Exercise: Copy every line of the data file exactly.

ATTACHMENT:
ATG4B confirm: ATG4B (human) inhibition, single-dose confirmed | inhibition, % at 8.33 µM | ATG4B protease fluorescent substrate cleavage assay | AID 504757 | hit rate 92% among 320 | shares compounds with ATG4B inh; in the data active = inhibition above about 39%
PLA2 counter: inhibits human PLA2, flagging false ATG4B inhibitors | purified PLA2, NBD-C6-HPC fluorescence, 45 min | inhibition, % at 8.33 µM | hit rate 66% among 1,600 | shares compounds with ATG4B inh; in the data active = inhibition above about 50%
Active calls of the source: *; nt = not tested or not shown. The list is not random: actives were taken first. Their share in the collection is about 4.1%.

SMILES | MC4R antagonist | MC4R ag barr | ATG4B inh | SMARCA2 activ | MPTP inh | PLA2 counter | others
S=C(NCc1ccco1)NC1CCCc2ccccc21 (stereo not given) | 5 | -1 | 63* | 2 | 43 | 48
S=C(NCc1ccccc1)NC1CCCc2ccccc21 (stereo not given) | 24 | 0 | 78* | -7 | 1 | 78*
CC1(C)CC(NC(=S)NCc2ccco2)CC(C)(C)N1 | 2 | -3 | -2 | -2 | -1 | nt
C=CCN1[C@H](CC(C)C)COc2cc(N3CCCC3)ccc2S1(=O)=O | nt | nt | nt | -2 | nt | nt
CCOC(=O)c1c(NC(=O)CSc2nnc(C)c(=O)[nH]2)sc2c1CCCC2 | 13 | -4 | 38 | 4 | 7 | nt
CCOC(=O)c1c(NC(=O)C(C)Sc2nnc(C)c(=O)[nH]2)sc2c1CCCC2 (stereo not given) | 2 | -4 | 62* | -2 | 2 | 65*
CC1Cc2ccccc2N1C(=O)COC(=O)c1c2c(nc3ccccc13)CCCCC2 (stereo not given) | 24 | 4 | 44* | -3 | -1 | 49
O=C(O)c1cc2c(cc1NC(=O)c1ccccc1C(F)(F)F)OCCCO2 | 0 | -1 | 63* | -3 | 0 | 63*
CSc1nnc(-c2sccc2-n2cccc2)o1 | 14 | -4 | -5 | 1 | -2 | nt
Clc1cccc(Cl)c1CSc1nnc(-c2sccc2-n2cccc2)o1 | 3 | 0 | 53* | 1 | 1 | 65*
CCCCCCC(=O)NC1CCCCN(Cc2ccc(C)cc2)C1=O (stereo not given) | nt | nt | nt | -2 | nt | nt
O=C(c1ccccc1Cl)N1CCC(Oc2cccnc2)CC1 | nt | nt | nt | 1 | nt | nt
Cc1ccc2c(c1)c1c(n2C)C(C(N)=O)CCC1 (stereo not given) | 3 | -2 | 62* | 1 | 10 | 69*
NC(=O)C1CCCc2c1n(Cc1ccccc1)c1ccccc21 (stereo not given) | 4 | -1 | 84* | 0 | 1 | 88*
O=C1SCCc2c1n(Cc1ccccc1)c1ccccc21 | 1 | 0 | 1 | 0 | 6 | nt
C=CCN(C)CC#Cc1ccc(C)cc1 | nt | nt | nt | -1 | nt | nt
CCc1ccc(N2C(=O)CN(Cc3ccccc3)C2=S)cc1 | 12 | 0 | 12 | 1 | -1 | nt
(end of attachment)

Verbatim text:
ATG4B confirm: ATG4B (human) inhibition, single-dose confirmed | inhibition, % at 8.33 µM | ATG4B protease fluorescent substrate cleavage assay | AID 504757 | hit rate 92% among 320 | shares compounds with ATG4B inh; in the data active = inhibition above about 39%
PLA2 counter: inhibits human PLA2, flagging false ATG4B inhibitors | purified PLA2, NBD-C6-HPC fluorescence, 45 min | inhibition, % at 8.33 µM | hit rate 66% among 1,600 | shares compounds with ATG4B inh; in the data active = inhibition above about 50%
Active calls of the source: *; nt = not tested or not shown. The list is not random: actives were taken first. Their share in the collection is about 4.1%.

SMILES | MC4R antagonist | MC4R ag barr | ATG4B inh | SMARCA2 activ | MPTP inh | PLA2 counter | others
S=C(NCc1ccco1)NC1CCCc2ccccc21 (stereo not given) | 5 | -1 | 63* | 2 | 43 | 48
S=C(NCc1ccccc1)NC1CCCc2ccccc21 (stereo not given) | 24 | 0 | 78* | -7 | 1 | 78*
CC1(C)CC(NC(=S)NCc2ccco2)CC(C)(C)N1 | 2 | -3 | -2 | -2 | -1 | nt
C=CCN1[C@H](CC(C)C)COc2cc(N3CCCC3)ccc2S1(=O)=O | nt | nt | nt | -2 | nt | nt
CCOC(=O)c1c(NC(=O)CSc2nnc(C)c(=O)[nH]2)sc2c1CCCC2 | 13 | -4 | 38 | 4 | 7 | nt
CCOC(=O)c1c(NC(=O)C(C)Sc2nnc(C)c(=O)[nH]2)sc2c1CCCC2 (stereo not given) | 2 | -4 | 62* | -2 | 2 | 65*
CC1Cc2ccccc2N1C(=O)COC(=O)c1c2c(nc3ccccc13)CCCCC2 (stereo not given) | 24 | 4 | 44* | -3 | -1 | 49
O=C(O)c1cc2c(cc1NC(=O)c1ccccc1C(F)(F)F)OCCCO2 | 0 | -1 | 63* | -3 | 0 | 63*
CSc1nnc(-c2sccc2-n2cccc2)o1 | 14 | -4 | -5 | 1 | -2 | nt
Clc1cccc(Cl)c1CSc1nnc(-c2sccc2-n2cccc2)o1 | 3 | 0 | 53* | 1 | 1 | 65*
CCCCCCC(=O)NC1CCCCN(Cc2ccc(C)cc2)C1=O (stereo not given) | nt | nt | nt | -2 | nt | nt
O=C(c1ccccc1Cl)N1CCC(Oc2cccnc2)CC1 | nt | nt | nt | 1 | nt | nt
Cc1ccc2c(c1)c1c(n2C)C(C(N)=O)CCC1 (stereo not given) | 3 | -2 | 62* | 1 | 10 | 69*
NC(=O)C1CCCc2c1n(Cc1ccccc1)c1ccccc21 (stereo not given) | 4 | -1 | 84* | 0 | 1 | 88*
O=C1SCCc2c1n(Cc1ccccc1)c1ccccc21 | 1 | 0 | 1 | 0 | 6 | nt
C=CCN(C)CC#Cc1ccc(C)cc1 | nt | nt | nt | -1 | nt | nt
CCc1ccc(N2C(=O)CN(Cc3ccccc3)C2=S)cc1 | 12 | 0 | 12 | 1 | -1 | nt